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GOAT alert: Kershaw posts 0.00 ERA this spring

Dodgers' ace holds Royals to one hit in final Opening Day tune-up
MLB.com @kengurnick

SURPRISE, Ariz. -- Making his first start as a 30-year-old, Clayton Kershaw toyed with the Royals over 6 2/3 scoreless innings of Friday's 10-0 Dodgers win, allowing one hit to wrap up Spring Training with a 0.00 ERA.

Despite having his fastball velocity still stuck around 90 mph, Kershaw couldn't have been much more effective or efficient, in this start and all of the others this spring. He totaled 21 1/3 innings in six starts, allowed 12 hits while striking out 23 against four walks.

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SURPRISE, Ariz. -- Making his first start as a 30-year-old, Clayton Kershaw toyed with the Royals over 6 2/3 scoreless innings of Friday's 10-0 Dodgers win, allowing one hit to wrap up Spring Training with a 0.00 ERA.

Despite having his fastball velocity still stuck around 90 mph, Kershaw couldn't have been much more effective or efficient, in this start and all of the others this spring. He totaled 21 1/3 innings in six starts, allowed 12 hits while striking out 23 against four walks.

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"Physically, I feel great, which is good," said Kershaw, who celebrated his 30th birthday on Monday. "Finishing [the World Series] on Nov. 1, you never know how those extra weeks will affect you. Ready to feel that little bit of adrenaline and get going. That's why I really don't like pitching in 'B' games, it's tough to get yourself going for that. I don't know if you can see it on a velocity chart or a pitchability thing, but just figuring out how to pitch with a little bit extra."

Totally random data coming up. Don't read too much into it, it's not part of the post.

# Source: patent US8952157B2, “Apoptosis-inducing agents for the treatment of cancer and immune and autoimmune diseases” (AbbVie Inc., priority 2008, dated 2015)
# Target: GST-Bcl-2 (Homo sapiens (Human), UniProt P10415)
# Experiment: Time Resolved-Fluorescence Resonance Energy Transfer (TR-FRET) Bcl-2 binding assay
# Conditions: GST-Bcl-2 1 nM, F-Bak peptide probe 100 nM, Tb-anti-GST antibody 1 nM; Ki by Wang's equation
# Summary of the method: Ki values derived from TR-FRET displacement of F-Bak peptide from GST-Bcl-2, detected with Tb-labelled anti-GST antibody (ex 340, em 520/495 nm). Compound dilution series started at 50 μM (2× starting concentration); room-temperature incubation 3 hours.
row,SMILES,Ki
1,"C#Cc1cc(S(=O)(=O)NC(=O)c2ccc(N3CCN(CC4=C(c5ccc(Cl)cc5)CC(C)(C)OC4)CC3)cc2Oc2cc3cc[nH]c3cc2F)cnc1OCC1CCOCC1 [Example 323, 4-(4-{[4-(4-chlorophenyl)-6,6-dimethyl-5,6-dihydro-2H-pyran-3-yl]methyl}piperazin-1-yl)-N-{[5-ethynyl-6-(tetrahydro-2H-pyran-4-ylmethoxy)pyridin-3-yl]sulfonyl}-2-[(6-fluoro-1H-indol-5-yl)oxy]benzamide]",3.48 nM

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Kershaw said real competition might result in flashier radar-gun readings. Manager Dave Roberts said he isn't concerned that the Kershaw fastball that was once was in the mid-90s hasn't been seen this spring.

"Every pitcher with adrenaline, there's going to be an uptick in velocity, it's fair to expect that in the season," said Roberts. "The other day there were some 87s. I wouldn't say concerns. Today was in the 90-92 range, so today was more indicative of what we would expect. Opening Day, an extra day [of rest], I would expect it to be in the 93 [range]."

Maybe it's just a coincidence, but Kershaw finished off his best spring after changing his conditioning program to avoid continued back problems.

"For me, it was never about conditioning, it was about trying to stay healthy, geared toward keeping the back healthy, and right now I feel great and I'm really excited about that," he said.

Kershaw said he doesn't view this opener as special just because he's in the opt-out year of his contract. Nor does he feel any negative carryover from falling one win shy of a World Series title.

"It's tough to think like that, though. I mean, we're about 180 games away right now," said Kershaw. "It's an overwhelming thought. For me, I try to live in that five-day bubble. I'm worried about Thursday, then from there I'll get ready for the next one."

Kershaw will make his eighth consecutive Opening Day start, a franchise record, on Thursday against the Giants at Dodger Stadium.

Ken Gurnick has covered the Dodgers since 1989, and for MLB.com since 2001.

Los Angeles Dodgers, Clayton Kershaw